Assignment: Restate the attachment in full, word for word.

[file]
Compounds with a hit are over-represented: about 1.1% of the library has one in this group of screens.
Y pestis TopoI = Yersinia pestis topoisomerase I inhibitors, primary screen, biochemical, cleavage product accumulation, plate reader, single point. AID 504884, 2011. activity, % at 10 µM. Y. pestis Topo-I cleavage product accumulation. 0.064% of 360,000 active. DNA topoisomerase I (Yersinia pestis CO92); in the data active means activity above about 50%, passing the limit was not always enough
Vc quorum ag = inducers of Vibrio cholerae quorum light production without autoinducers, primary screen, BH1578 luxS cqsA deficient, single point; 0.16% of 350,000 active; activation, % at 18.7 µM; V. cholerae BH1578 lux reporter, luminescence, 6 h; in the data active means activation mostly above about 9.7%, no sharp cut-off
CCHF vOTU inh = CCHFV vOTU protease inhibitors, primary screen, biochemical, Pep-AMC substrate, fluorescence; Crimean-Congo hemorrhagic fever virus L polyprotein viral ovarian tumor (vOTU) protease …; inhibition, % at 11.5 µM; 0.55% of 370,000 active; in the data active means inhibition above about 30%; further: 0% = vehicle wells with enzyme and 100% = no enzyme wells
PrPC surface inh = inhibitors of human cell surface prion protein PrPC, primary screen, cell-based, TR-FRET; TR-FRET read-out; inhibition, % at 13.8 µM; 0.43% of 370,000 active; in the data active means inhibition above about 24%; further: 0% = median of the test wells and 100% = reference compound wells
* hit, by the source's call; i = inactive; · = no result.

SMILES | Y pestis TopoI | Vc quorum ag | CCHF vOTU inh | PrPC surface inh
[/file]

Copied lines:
Compounds with a hit are over-represented: about 1.1% of the library has one in this group of screens.
Y pestis TopoI = Yersinia pestis topoisomerase I inhibitors, primary screen, biochemical, cleavage product accumulation, plate reader, single point. AID 504884, 2011. activity, % at 10 µM. Y. pestis Topo-I cleavage product accumulation. 0.064% of 360,000 active. DNA topoisomerase I (Yersinia pestis CO92); in the data active means activity above about 50%, passing the limit was not always enough
Vc quorum ag = inducers of Vibrio cholerae quorum light production without autoinducers, primary screen, BH1578 luxS cqsA deficient, single point; 0.16% of 350,000 active; activation, % at 18.7 µM; V. cholerae BH1578 lux reporter, luminescence, 6 h; in the data active means activation mostly above about 9.7%, no sharp cut-off
CCHF vOTU inh = CCHFV vOTU protease inhibitors, primary screen, biochemical, Pep-AMC substrate, fluorescence; Crimean-Congo hemorrhagic fever virus L polyprotein viral ovarian tumor (vOTU) protease …; inhibition, % at 11.5 µM; 0.55% of 370,000 active; in the data active means inhibition above about 30%; further: 0% = vehicle wells with enzyme and 100% = no enzyme wells
PrPC surface inh = inhibitors of human cell surface prion protein PrPC, primary screen, cell-based, TR-FRET; TR-FRET read-out; inhibition, % at 13.8 µM; 0.43% of 370,000 active; in the data active means inhibition above about 24%; further: 0% = median of the test wells and 100% = reference compound wells
* hit, by the source's call; i = inactive; · = no result.

SMILES | Y pestis TopoI | Vc quorum ag | CCHF vOTU inh | PrPC surface inh